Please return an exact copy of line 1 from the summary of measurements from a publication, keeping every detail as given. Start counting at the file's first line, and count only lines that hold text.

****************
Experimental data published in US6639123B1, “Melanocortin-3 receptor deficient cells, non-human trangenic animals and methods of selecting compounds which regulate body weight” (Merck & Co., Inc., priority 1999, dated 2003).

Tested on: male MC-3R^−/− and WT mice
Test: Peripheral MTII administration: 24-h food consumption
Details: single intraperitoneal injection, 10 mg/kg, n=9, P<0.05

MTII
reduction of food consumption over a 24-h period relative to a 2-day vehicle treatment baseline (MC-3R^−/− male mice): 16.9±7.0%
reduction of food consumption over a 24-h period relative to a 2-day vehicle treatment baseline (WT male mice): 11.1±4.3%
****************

Experimental data published in US6639123B1, “Melanocortin-3 receptor deficient cells, non-human trangenic animals and methods of selecting compounds which regulate body weight” (Merck & Co., Inc., priority 1999, dated 2003).